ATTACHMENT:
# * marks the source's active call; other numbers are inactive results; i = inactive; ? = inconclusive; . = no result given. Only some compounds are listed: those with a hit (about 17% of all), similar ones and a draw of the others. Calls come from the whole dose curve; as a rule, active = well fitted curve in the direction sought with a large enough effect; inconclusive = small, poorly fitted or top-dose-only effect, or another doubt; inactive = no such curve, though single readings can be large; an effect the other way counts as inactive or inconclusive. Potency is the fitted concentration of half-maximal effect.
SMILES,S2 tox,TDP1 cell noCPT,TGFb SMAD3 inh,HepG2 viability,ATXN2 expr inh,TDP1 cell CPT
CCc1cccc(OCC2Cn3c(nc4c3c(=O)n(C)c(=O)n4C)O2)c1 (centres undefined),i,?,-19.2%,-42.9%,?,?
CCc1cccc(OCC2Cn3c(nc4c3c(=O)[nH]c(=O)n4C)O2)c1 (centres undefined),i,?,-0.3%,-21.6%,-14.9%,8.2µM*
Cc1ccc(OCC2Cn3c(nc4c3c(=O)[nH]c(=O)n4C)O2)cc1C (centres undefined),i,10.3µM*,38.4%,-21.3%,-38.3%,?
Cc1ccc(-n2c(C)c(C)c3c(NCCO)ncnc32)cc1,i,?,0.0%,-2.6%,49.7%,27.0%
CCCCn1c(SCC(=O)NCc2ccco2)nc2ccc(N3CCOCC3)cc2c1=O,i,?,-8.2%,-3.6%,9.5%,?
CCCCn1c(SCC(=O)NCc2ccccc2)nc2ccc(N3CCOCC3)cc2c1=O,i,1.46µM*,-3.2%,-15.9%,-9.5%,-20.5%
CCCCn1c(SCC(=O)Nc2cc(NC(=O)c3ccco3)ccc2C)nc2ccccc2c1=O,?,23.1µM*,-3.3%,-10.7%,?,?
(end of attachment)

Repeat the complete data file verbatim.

# * marks the source's active call; other numbers are inactive results; i = inactive; ? = inconclusive; . = no result given. Only some compounds are listed: those with a hit (about 17% of all), similar ones and a draw of the others. Calls come from the whole dose curve; as a rule, active = well fitted curve in the direction sought with a large enough effect; inconclusive = small, poorly fitted or top-dose-only effect, or another doubt; inactive = no such curve, though single readings can be large; an effect the other way counts as inactive or inconclusive. Potency is the fitted concentration of half-maximal effect.
SMILES,S2 tox,TDP1 cell noCPT,TGFb SMAD3 inh,HepG2 viability,ATXN2 expr inh,TDP1 cell CPT
CCc1cccc(OCC2Cn3c(nc4c3c(=O)n(C)c(=O)n4C)O2)c1 (centres undefined),i,?,-19.2%,-42.9%,?,?
CCc1cccc(OCC2Cn3c(nc4c3c(=O)[nH]c(=O)n4C)O2)c1 (centres undefined),i,?,-0.3%,-21.6%,-14.9%,8.2µM*
Cc1ccc(OCC2Cn3c(nc4c3c(=O)[nH]c(=O)n4C)O2)cc1C (centres undefined),i,10.3µM*,38.4%,-21.3%,-38.3%,?
Cc1ccc(-n2c(C)c(C)c3c(NCCO)ncnc32)cc1,i,?,0.0%,-2.6%,49.7%,27.0%
CCCCn1c(SCC(=O)NCc2ccco2)nc2ccc(N3CCOCC3)cc2c1=O,i,?,-8.2%,-3.6%,9.5%,?
CCCCn1c(SCC(=O)NCc2ccccc2)nc2ccc(N3CCOCC3)cc2c1=O,i,1.46µM*,-3.2%,-15.9%,-9.5%,-20.5%
CCCCn1c(SCC(=O)Nc2cc(NC(=O)c3ccco3)ccc2C)nc2ccccc2c1=O,?,23.1µM*,-3.3%,-10.7%,?,?